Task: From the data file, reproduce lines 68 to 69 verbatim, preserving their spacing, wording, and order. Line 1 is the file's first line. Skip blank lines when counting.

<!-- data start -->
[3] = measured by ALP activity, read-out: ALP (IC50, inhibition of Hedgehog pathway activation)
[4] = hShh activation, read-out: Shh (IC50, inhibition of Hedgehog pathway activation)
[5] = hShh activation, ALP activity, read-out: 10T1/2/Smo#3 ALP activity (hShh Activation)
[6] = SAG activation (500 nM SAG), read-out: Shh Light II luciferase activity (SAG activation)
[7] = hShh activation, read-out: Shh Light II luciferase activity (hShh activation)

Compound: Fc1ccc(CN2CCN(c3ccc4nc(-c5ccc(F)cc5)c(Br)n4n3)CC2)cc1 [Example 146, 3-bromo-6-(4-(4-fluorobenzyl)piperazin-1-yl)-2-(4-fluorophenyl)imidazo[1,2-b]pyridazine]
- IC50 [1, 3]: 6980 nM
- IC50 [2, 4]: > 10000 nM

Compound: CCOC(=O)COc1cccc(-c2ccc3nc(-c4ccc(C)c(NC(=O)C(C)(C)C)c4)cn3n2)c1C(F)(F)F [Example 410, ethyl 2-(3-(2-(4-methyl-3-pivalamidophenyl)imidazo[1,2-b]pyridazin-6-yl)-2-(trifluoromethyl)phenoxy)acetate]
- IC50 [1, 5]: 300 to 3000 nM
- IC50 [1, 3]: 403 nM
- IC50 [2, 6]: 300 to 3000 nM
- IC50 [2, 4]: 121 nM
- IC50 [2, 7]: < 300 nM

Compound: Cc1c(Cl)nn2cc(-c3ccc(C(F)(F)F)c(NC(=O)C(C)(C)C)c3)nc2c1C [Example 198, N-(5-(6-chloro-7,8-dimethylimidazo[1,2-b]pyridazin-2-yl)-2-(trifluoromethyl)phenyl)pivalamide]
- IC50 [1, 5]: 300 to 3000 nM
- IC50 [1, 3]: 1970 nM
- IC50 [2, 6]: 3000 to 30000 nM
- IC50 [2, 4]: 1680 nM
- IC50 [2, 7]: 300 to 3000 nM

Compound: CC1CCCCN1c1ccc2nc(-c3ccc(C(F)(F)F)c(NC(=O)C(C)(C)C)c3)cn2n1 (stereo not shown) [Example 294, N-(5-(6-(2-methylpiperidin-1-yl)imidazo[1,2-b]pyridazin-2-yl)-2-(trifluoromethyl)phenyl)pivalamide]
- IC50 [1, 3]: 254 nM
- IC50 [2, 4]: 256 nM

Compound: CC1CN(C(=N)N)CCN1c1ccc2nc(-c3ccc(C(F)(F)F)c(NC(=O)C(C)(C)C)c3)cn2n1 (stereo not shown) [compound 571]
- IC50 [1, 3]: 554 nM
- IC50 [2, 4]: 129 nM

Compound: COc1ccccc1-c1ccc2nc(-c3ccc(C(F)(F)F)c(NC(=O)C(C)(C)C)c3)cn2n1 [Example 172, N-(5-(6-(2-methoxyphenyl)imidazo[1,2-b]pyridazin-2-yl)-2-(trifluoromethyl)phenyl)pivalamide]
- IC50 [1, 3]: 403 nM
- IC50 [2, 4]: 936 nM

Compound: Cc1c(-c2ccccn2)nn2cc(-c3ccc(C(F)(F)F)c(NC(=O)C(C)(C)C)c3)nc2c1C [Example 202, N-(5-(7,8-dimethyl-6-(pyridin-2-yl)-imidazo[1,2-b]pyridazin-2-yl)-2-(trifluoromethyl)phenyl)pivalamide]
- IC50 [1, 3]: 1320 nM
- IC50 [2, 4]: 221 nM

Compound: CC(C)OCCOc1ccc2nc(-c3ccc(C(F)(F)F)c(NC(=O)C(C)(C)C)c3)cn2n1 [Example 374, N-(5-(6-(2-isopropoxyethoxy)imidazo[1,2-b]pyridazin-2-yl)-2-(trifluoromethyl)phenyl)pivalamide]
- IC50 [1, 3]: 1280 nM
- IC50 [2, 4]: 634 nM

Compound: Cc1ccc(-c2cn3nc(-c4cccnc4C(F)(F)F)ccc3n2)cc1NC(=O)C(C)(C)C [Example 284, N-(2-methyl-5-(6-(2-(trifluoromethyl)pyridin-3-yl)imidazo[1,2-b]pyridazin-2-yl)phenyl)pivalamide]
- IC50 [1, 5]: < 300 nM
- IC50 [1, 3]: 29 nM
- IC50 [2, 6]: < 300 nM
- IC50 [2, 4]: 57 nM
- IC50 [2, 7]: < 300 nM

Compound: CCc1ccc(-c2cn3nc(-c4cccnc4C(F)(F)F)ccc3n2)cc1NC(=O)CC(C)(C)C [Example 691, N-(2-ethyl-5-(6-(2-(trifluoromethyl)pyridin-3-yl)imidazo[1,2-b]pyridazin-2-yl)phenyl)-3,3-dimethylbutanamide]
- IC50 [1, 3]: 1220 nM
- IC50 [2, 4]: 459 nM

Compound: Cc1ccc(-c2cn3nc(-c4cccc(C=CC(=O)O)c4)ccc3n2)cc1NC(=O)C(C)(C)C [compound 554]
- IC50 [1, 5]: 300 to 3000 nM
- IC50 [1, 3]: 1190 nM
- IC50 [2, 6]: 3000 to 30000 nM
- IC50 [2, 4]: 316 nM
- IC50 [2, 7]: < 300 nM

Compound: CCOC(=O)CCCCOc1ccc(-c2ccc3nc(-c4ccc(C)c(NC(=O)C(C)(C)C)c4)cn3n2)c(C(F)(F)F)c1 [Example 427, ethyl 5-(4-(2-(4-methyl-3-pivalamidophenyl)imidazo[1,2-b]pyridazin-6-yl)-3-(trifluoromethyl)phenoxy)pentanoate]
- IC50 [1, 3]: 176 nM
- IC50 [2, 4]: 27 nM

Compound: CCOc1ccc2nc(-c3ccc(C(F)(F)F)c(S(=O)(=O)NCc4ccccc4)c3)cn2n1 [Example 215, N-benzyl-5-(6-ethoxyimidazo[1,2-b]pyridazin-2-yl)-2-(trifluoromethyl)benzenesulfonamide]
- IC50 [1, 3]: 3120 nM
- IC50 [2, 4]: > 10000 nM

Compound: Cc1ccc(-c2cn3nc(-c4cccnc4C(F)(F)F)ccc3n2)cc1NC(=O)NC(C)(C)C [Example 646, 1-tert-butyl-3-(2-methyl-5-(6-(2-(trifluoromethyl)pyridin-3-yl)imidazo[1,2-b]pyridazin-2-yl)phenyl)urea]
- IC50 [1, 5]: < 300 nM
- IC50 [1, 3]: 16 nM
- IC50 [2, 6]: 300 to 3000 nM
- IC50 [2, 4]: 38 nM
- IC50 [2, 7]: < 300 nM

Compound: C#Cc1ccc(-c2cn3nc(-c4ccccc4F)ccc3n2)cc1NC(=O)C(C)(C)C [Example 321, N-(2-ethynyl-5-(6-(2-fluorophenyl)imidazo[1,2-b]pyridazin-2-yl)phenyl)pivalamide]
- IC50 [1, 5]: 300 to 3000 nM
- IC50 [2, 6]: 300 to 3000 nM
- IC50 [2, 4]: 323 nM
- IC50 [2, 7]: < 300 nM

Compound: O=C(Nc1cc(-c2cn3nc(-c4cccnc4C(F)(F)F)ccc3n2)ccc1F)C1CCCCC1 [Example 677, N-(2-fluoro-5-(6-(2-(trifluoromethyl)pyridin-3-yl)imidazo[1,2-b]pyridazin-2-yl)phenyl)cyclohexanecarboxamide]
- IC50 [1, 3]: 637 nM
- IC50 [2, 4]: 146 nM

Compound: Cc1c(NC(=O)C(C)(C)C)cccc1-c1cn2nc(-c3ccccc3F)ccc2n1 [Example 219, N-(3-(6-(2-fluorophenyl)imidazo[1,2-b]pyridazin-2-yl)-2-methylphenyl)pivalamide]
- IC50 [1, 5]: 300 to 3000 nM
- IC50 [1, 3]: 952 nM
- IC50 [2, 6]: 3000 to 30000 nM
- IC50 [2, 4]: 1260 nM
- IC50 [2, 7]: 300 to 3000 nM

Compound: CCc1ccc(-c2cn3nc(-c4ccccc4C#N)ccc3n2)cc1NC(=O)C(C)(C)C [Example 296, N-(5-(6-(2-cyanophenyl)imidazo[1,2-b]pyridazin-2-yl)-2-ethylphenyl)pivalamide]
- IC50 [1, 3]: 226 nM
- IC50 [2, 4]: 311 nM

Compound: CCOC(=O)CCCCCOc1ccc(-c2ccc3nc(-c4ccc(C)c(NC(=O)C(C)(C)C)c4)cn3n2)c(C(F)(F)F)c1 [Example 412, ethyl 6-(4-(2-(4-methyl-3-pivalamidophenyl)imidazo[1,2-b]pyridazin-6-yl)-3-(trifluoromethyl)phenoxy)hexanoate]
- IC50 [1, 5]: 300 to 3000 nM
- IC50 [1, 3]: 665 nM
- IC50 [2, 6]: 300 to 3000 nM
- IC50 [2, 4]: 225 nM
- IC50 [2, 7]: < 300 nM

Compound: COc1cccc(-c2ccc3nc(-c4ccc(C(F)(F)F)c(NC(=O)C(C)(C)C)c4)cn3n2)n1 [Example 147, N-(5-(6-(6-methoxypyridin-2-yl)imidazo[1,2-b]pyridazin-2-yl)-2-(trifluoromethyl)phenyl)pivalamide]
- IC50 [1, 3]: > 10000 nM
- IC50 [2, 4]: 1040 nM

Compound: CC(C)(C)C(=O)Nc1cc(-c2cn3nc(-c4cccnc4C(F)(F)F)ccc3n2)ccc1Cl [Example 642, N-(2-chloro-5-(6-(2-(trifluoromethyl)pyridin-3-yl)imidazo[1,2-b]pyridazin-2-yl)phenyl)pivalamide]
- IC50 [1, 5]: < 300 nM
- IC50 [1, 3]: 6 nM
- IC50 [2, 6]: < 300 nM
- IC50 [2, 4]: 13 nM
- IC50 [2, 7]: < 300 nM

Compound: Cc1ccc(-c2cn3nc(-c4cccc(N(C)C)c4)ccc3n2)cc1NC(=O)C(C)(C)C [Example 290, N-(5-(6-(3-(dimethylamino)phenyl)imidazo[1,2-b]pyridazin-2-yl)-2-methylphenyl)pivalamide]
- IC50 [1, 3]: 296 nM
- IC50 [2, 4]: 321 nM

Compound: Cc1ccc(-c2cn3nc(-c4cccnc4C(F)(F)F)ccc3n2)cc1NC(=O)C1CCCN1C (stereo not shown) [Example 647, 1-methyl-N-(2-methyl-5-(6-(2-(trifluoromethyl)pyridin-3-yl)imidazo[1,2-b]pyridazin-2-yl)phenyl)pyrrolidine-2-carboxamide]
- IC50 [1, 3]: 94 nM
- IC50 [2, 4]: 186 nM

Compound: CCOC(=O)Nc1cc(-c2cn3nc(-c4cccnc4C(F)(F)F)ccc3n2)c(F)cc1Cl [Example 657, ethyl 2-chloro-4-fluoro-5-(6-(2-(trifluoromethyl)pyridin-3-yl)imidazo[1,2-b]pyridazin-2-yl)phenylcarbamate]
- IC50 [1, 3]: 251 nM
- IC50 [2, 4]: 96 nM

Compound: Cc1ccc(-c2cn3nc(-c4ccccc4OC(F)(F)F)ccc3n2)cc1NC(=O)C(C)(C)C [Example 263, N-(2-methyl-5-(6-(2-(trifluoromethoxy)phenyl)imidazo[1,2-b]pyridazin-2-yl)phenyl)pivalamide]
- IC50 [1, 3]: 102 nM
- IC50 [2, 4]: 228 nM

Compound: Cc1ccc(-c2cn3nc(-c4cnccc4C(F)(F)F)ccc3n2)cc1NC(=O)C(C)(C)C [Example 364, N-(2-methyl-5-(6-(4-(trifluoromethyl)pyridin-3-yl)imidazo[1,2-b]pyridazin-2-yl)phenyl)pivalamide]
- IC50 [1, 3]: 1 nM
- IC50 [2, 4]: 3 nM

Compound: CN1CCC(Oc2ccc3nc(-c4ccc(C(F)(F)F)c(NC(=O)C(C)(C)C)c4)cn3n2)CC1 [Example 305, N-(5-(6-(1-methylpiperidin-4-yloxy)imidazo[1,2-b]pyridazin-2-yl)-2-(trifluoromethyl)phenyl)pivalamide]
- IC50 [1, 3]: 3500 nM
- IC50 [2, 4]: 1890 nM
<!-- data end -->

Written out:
Compound: O=C(Nc1cc(-c2cn3nc(-c4cccnc4C(F)(F)F)ccc3n2)ccc1F)C1CCCCC1 [Example 677, N-(2-fluoro-5-(6-(2-(trifluoromethyl)pyridin-3-yl)imidazo[1,2-b]pyridazin-2-yl)phenyl)cyclohexanecarboxamide]
- IC50 [1, 3]: 637 nM